On Monday, Columbus City Council discovered what it thought would be a $550,000 surplus in its proposed FY 2022 budget was instead a $1 million deficit. Incredibly, the discovery of the discrepancy came not through scrutiny of CFO Deliah Vaughn, COO Mark Alexander, Jr., the city council, its budget committee or Mayor Keith Gaskin, but by questions from a Dispatch reporter. One question in a Monday interview caused Alexander to notice that while income from the city’s solid waste service was included in the budget calculations, the expense of the service ($1,571,069) was not.
Just like that, the planned budget went to … solid waste. We note the symmetry.
The discovery comes just two days before the state law-mandated budget deadline and is likely to wipe out plans to better equip the police and fire departments, tend to long deferred maintenance at several facilities and provide employee pay raises, all of which were built into the flawed budget.
For an administration and multiple councilmen that came into office vowing to apply an extra measure of vigilance to the city’s budget after the Milton Rawle fiasco led to prison for the former CFO and major deficits for the city, the discovery of this error is potentially more than an embarrassment.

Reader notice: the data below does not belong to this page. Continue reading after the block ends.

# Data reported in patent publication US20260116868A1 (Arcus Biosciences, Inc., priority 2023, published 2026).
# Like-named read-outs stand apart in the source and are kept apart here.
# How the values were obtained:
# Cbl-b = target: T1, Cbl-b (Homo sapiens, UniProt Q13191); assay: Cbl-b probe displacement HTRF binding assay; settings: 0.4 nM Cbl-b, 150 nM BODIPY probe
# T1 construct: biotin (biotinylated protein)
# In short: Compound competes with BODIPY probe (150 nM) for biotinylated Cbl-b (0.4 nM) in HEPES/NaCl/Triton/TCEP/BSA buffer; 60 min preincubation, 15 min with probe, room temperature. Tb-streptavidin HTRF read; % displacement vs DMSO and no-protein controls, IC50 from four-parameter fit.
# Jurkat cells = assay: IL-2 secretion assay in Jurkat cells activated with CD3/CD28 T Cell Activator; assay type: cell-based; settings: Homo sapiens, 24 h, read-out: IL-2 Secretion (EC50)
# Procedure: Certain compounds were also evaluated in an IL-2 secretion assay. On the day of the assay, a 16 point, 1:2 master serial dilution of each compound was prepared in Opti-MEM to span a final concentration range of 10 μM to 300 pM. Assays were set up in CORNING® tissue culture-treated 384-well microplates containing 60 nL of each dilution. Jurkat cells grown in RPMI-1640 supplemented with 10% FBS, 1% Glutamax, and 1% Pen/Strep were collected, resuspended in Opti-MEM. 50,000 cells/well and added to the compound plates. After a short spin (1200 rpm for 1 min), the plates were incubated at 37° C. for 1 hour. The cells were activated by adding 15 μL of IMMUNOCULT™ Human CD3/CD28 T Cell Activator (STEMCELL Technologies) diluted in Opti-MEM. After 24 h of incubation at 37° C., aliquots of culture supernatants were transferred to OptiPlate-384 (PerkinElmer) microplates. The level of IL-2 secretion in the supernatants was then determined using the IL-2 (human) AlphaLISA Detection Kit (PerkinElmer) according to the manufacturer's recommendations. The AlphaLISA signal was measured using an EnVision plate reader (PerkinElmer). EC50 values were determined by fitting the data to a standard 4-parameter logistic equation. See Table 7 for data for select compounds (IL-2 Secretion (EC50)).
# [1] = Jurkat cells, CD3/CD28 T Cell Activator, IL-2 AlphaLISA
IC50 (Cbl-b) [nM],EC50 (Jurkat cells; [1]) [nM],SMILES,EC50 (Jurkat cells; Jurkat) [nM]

The timing is more than unfortunate, leaving little time to adjust the budget to provide for additions the city felt were a priority. As a result, this won’t be the budget the city leaders hoped for; it will be the budget they’ll have to settle for.
Additionally, there is reason to believe that a similar error was made in the current fiscal year budget and possibly in years prior. More investigation will be necessary, but it is possible that this error over multiple years contributed to the multiple years of deficit spending that have plagued the city.
As embarrassing as this is for the city, we commend city officials for acknowledging the mistake and, more importantly, allowing reporter access to records that, during the previous administration, were often difficult to obtain because of stalling tactics and a general lack of cooperation.
It is the media’s job to ask questions and hold public officials accountable. The cooperation a reporter receives from these officials can either expose errors and correct mistakes or perpetuate them.
What’s important here is that the error was discovered before approving a budget that was doomed to produce a deficit.
The Gaskin administration deserves credit for creating an atmosphere that allowed the media to do its job. In this case, it proved extremely important.
We hope both City Hall and the council are sufficiently chastised to the point where every line of every budget category is given the scrutiny it deserves from now on. Doing so will not only result in a legitimate budget, it will help restore much-needed confidence that the city is serious about performing its due diligence in fiscal matters.
If that is what happens, Monday will be merely an embarrassment rather than a troubling reflection of our city leaders’ competence or commitment.
The Dispatch Editorial Board is made up of publisher Peter Imes, columnist Slim Smith, managing editor Zack Plair and senior newsroom staff.